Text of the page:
Was Alan Sugar right about engineers?

Lord Sugar's point that he's 'never come across an engineer that can turn his hand to business' was certainly harsh. But perhaps not entirely ridiculous.

by Emma Haslett
Last Updated: 09 Oct 2013
MT tries to give as little space as possible to anything to do with The Apprentice. But Lord Sugar’s assertion in this week’s episode (just as he was about to fire Glenn, arguably the least offensive person in the boardroom) that he’s ‘never come across an engineer that can turn his hand to business’ is worthy of some thought. After all, it’s the classic British conundrum: science whizz comes up with world-changing idea, patents it, then abjectly fails when it comes to raising capital/finding a way to manufacture it cost-effectively/spotting a route to market. Could Lord Sugar have had a point?

Obviously, we can think of a few people (Sirs James Dyson, John Rose and Robin Saxby, for example) who would have a thing or two to say about that comment. Indeed, as ASuitThatFits.com founder (and Aeronautical Engineering graduate) Warren Bennett says, ‘My background has certainly stood me in good stead. Engineering teaches you to think through problems logically without panicking. I can get a lot more done as a result.’

But, as MT discovered when it interviewed Reaction Engines’ Alan Bond for a feature on the British space industry for this month’s issue, the UK is rife with engineers whose business acumen leaves a lot to be desired. ‘I don’t think those skills are compatible.’ Bond explained that his company, in its early years made up solely of engineers, was in dire financial straits until it brought in a business-minded investor to go through the books. ‘I dread to think how much truly innovative material must have been lost in Britain because people don’t have the right skills to bring their idea to market,’ he said.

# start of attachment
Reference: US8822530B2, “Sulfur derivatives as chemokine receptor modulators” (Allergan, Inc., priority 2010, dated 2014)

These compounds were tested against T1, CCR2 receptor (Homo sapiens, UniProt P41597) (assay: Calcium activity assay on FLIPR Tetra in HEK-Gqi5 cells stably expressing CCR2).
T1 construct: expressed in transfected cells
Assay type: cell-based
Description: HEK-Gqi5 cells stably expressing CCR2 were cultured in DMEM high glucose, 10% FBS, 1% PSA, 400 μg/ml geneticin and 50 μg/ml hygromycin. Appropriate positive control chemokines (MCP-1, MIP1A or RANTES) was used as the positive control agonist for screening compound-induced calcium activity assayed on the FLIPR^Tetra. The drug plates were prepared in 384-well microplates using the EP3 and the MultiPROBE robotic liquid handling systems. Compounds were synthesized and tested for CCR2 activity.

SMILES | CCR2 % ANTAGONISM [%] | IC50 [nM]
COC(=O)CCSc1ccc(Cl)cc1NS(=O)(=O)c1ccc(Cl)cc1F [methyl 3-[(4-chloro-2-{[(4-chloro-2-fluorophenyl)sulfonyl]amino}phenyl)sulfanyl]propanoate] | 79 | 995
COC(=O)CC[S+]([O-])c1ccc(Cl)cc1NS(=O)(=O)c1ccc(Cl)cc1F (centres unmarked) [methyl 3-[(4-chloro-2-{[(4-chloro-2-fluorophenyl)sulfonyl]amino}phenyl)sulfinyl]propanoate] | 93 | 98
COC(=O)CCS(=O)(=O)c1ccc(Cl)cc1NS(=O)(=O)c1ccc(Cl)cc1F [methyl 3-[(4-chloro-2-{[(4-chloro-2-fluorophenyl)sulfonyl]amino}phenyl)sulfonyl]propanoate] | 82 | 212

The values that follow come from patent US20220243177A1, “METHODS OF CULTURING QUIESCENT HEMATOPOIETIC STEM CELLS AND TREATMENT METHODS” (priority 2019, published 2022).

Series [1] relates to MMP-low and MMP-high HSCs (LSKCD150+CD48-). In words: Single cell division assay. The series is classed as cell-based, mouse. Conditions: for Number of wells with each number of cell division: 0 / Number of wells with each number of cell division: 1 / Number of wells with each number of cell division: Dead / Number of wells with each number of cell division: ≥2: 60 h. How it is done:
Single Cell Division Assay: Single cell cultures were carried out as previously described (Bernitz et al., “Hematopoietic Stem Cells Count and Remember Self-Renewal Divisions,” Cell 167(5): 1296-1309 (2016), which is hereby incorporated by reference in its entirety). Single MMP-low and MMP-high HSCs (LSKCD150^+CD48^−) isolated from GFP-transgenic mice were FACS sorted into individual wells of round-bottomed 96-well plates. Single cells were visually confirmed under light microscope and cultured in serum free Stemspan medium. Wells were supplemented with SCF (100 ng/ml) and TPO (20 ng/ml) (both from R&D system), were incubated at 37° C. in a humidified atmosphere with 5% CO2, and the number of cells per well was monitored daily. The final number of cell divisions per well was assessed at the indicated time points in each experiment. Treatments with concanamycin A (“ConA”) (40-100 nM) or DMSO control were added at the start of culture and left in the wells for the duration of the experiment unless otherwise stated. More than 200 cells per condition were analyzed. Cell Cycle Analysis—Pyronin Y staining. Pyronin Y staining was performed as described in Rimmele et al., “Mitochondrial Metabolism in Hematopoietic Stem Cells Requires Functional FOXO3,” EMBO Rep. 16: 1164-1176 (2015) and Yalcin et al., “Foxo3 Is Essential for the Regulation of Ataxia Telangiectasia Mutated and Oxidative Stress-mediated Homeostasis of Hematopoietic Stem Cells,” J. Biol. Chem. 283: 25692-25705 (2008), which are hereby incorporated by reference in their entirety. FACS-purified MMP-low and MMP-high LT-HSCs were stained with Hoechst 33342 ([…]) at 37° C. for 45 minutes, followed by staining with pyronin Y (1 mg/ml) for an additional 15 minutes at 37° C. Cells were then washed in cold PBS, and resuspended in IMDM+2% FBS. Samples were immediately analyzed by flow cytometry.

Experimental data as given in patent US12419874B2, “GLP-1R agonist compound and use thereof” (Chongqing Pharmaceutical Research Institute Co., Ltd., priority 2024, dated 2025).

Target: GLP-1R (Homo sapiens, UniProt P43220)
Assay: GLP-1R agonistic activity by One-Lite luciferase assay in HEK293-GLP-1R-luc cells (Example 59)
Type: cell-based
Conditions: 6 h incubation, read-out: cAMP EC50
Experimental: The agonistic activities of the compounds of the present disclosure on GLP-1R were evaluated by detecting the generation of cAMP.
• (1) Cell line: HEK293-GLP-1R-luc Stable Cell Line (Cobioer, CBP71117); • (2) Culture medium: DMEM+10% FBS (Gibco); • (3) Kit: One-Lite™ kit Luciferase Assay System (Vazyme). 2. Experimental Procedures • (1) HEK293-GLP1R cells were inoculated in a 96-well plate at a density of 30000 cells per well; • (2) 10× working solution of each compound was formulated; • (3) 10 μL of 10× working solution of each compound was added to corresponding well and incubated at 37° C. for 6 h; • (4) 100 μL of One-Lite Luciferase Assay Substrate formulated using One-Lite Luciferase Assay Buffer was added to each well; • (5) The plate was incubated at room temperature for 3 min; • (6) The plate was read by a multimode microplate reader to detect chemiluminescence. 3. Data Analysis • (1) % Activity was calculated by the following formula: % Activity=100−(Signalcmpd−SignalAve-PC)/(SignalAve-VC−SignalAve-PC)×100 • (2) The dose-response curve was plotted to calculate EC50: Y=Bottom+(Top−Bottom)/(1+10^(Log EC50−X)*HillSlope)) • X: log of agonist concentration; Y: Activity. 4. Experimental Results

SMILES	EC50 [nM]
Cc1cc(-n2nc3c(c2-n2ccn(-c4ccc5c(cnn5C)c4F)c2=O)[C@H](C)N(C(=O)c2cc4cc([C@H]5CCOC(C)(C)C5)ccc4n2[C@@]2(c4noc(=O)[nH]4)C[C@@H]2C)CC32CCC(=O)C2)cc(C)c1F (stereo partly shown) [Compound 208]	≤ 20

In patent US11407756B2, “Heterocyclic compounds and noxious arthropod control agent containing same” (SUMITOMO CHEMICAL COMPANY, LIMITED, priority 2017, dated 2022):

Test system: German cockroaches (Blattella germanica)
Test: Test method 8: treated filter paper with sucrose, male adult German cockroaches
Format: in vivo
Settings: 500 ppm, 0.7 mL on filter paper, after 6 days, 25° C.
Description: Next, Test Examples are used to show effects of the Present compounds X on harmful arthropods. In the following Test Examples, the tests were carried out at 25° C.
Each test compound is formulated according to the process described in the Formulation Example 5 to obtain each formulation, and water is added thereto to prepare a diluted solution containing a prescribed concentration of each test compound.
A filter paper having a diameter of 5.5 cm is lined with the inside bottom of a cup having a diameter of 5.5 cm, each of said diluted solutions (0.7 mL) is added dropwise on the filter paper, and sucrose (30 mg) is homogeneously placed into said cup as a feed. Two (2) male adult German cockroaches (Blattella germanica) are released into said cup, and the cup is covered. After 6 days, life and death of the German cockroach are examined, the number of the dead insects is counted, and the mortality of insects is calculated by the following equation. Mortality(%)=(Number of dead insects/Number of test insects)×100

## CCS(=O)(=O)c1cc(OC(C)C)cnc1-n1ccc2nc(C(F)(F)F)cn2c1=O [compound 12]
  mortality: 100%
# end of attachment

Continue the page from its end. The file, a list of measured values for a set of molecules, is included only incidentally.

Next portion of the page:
If that’s true, given the Government’s drum-beating for a ‘Made in Britain’-style manufacturing revival, surely something needs to be done to help engineers who are lacking in business nous?

The solution, suggested Bond, lies in finding a way to bring those with a business background together with those in the engineering field. Take Rolls Royce: founded by Henry Royce and Charles Rolls, ‘a combination of an engineer and an extremely astute and wealthy businessman’. Or even Avanti, a satellite communications firm founded by an engineer and a banker, which, five years after launch, turns over almost £6m. In other words, as Phil Levermore, British Gas engineer-turned-social entrepreneur, pointed out, it’s all about teamwork. ‘To make a successful venture, you need a group of people with a complimentary set of skills’. The challenge, though, lies in finding a way to bring those dream teams together.

But while it’s tough, it’s vital we get engineers’ ideas moving from the garden shed to the marketplace. And it’s not just the engineers who need the help: as Sugar discovered, these things work both ways. You could argue that, had he employed decent engineers in the first place, the Amstrad E-m@iler might not have been such a flop...

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